New review in from Mid-West Book Review.
The Nosferatu Conspiracy: The Sleepwalker
Brian James Gage
KDK 12 Press
9780578627137, $4.99, Kindle
The Nosferatu Conspiracy: The Sleepwalker is the first book in a supernatural thriller series, is set in Russia, and revolves around the drowning of high-level Russian official Rasputin which turns out to be a vicious murder, upon investigation.
Readers might anticipate a historical novel, given the historical roots of the characters and their Russian backdrop, but in fact this is a supernatural story that paints Rasputin as the leader of a vampire cult which is eventually subdued.
Brian James Gage creates a multifaceted read that holds depth, historical references, and thriller elements that, when combined with a paranormal perspective, offers a detailed and engrossing plot. His ability to weave atmospheric descriptions of Russia and European environments is one of the elements that creates an unusually astute, engrossing tale: "The Buzau River stops flowing at the base of the Carpathian Mountains east of Bra?ov - a paranormal phenomenon known as dead water. It remains inert for the next seventy miles southeast, all the way to the Subcarpathian commune of Berca, where it once again flows with vigor. A sullen understanding hangs over the region, one obeyed by fish, migrating birds, and any superstitious person - that is to say all inhabitants of Wallachia and Transylvania. This dread, this silent decree, is woven into Romanian lore as far back as the thirteenth century. Secret texts recovered from the Teutonic Knights cite building fortifications across the north and south entrances of the Buzau Pass, not to impede Turkish invaders as history speculates; rather to keep people - all people - from an evil lurking deep within the Carpathians' imperious summits."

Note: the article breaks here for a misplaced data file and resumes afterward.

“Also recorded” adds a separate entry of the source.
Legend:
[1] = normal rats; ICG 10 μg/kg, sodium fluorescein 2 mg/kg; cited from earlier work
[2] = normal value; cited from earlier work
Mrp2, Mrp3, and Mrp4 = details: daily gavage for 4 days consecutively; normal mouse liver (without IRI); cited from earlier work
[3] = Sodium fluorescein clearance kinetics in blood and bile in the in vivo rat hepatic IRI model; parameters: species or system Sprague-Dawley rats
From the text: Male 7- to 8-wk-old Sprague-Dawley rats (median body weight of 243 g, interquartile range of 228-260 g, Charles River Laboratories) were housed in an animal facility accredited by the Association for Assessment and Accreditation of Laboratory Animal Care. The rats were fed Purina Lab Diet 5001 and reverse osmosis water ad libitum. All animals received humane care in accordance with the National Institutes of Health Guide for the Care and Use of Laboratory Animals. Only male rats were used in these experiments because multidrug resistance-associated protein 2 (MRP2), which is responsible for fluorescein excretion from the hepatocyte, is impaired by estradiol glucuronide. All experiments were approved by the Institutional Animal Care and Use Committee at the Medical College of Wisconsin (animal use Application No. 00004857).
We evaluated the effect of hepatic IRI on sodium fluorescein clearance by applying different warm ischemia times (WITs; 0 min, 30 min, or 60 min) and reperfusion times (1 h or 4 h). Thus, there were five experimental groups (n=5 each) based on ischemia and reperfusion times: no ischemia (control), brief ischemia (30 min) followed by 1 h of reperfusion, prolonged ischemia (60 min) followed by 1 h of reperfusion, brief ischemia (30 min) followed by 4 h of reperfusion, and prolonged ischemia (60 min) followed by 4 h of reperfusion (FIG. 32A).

Through this example, readers will see that The Nosferatu Conspiracy: The Sleepwalker is no light read, but an engrossing story that juxtaposes its paranormal action with historical references designed to rewrite the reader's perception of reality.
The Sleepwalker that plagues the region is a night killer who challenges Constable Petrov, Coroner Rurik Kozlov, and everyone inclined to at first believe a human murderer is at large. But it's also a monster who can seemingly help, at times, as when he prevents two young women from being raped, but exacts a big price for his assistance.
As the bodies mount in Saint Petersburg, from the butchering of a fiancee to other victims, Rasputin is able to convince the Emperor that God is, indeed, working through him, and that the nation can be unified only under his guidance.
1916 Russia comes to life under such an approach. Readers will absorb a good deal of Russian psychology and culture as they pursue this darkly engrossing tale of murder, mayhem, political subterfuge, and a vampire cult that rages across Europe.
Vampire stories are too often singular productions. The addition of social, cultural, political and psychological elements to this Russian-based story sets it apart from any other vampire saga and will especially delight students of history who look for more than light formula writing in the genre.
This literary audience will relish Gage's attention to detail. The Nosferatu Conspiracy: The Sleepwalker is delightfully complex and absorbing, holding the perfect combination of thriller action and detailed background to make it an unpredictable, satisfying story about different kinds of monsters who overrun a city and those unique forces that would stop them.
Very highly recommended indeed: a diabolically gripping read!